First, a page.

Late Sunday night, California Gov. Jerry Brown (D) vetoed a bill that would have aimed to require presidential candidates to release their last five tax returns in order to appear on the state ballot, disappointing Democrats and open-government advocates. The legislation, passed by the Democratic-controlled legislature, was prompted by President Trump's decision not to release any of his tax returns, bucking decades of precedent. Brown — who also did not release his own tax returns during the 2010 and 2014 campaigns, Politico notes — cited legal questions and the "slippery slope."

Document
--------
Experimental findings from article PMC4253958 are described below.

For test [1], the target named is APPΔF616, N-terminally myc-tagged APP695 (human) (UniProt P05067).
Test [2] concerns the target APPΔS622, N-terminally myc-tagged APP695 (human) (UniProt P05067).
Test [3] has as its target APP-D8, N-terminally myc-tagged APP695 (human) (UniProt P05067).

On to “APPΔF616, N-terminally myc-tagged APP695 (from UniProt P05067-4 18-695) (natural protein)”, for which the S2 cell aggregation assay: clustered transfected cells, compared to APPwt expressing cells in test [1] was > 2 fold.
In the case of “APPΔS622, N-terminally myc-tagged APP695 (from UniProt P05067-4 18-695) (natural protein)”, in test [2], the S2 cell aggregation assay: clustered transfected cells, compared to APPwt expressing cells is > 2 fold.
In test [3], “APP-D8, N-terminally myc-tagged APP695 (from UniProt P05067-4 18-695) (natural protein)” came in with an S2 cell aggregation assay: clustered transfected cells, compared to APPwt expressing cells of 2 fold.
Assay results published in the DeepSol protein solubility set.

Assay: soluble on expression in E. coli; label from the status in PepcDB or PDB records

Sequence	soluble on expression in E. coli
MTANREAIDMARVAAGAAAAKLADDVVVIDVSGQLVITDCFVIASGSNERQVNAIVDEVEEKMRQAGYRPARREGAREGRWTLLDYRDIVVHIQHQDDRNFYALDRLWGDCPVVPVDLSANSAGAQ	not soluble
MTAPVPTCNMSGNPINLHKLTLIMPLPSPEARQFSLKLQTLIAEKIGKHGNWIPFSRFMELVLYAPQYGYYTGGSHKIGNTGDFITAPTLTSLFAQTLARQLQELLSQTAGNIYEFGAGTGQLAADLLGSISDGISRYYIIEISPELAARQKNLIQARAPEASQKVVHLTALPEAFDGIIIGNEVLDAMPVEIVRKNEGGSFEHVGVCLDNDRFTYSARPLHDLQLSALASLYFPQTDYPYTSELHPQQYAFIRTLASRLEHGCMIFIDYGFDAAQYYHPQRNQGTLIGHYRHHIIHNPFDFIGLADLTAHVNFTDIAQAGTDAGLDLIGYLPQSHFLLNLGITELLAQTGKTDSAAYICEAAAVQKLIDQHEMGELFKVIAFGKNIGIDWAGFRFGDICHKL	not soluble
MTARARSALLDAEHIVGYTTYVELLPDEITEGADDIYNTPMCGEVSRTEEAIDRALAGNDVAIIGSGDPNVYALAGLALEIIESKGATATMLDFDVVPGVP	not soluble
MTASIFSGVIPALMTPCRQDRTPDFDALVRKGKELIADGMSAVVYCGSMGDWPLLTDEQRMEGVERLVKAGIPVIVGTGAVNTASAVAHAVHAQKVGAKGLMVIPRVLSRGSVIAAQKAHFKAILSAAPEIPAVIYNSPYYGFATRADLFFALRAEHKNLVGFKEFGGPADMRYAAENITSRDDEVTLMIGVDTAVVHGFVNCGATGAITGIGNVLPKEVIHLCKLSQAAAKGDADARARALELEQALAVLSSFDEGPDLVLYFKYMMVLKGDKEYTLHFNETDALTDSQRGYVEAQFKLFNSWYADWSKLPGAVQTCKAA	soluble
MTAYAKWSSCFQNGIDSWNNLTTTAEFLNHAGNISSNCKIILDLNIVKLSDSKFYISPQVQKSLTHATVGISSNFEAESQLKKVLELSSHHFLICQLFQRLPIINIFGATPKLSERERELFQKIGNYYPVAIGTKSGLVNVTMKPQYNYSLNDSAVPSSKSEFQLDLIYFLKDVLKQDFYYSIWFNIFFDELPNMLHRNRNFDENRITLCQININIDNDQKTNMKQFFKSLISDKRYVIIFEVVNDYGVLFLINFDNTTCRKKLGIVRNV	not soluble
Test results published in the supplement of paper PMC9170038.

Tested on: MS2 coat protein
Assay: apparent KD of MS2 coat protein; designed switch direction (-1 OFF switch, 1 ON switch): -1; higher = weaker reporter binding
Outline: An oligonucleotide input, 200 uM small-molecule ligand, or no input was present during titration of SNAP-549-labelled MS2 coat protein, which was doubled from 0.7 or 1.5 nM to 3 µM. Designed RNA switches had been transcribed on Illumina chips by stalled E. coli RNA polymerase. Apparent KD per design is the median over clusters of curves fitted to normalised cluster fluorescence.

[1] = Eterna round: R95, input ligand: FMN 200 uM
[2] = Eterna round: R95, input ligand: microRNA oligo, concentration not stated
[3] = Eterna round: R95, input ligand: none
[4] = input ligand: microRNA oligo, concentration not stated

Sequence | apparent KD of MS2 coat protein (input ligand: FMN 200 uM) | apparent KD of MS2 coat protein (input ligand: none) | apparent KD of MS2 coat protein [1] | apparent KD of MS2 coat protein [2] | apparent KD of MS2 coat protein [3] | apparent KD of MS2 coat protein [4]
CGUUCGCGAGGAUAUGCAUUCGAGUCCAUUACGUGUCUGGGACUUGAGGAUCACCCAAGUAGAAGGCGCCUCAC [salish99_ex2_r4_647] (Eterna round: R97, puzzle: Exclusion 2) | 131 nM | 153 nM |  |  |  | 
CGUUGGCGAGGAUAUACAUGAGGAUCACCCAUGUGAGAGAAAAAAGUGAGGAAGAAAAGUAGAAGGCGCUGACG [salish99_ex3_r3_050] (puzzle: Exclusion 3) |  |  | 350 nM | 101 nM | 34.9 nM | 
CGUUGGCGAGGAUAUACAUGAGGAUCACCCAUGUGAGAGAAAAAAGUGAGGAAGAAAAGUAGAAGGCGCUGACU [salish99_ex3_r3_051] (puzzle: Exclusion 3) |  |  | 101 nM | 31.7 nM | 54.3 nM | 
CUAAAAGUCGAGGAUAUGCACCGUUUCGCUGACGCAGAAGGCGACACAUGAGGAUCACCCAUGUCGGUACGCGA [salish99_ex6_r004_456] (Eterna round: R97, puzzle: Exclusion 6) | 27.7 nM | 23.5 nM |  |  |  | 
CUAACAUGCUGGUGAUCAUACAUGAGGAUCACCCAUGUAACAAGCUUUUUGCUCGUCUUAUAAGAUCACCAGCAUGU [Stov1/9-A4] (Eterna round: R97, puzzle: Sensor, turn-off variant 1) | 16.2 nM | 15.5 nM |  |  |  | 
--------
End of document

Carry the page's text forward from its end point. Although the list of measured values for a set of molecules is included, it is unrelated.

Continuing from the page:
"While I recognize the political attractiveness — even the merits — of getting President Trump's tax returns, I worry about the political perils of individual states seeking to regulate presidential elections in this manner," he wrote in a veto message. "First, it may not be constitutional. Second, it sets a 'slippery slope' precedent. Today we require tax returns, but what would be next? Five years of health records? A certified birth certificate? High school report cards? And will these requirements vary depending on which political party is in power?" Legal analysts were divided on whether the bill would pass constitutional muster.